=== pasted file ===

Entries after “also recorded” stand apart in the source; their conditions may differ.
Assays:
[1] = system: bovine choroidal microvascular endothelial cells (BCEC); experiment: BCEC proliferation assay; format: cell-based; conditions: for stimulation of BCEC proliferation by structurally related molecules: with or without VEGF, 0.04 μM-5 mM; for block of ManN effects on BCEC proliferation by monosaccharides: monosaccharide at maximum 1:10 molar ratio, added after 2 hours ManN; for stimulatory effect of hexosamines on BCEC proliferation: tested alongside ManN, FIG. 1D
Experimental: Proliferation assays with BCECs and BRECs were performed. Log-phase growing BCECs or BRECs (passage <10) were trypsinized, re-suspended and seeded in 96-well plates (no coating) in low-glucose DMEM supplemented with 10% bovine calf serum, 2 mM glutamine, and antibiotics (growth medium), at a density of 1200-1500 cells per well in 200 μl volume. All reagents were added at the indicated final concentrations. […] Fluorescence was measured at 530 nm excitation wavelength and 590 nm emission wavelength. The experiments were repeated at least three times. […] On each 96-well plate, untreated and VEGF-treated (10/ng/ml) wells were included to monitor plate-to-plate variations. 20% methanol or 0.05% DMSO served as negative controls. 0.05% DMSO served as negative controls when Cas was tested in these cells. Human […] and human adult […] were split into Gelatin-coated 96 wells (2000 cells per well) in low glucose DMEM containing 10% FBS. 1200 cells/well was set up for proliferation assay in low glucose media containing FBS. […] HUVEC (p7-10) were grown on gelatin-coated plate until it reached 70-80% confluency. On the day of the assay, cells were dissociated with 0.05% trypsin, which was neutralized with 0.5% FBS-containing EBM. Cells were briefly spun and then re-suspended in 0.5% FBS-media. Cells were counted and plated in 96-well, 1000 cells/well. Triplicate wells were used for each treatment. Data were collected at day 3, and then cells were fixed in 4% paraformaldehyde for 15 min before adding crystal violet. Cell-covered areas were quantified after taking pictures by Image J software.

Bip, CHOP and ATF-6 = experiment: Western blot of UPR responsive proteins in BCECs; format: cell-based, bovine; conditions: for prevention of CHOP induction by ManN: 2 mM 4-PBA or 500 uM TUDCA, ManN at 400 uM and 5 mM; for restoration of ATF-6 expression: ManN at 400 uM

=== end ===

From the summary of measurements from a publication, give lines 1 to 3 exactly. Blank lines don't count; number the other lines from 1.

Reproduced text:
Entries after “also recorded” stand apart in the source; their conditions may differ.
Assays:
[1] = system: bovine choroidal microvascular endothelial cells (BCEC); experiment: BCEC proliferation assay; format: cell-based; conditions: for stimulation of BCEC proliferation by structurally related molecules: with or without VEGF, 0.04 μM-5 mM; for block of ManN effects on BCEC proliferation by monosaccharides: monosaccharide at maximum 1:10 molar ratio, added after 2 hours ManN; for stimulatory effect of hexosamines on BCEC proliferation: tested alongside ManN, FIG. 1D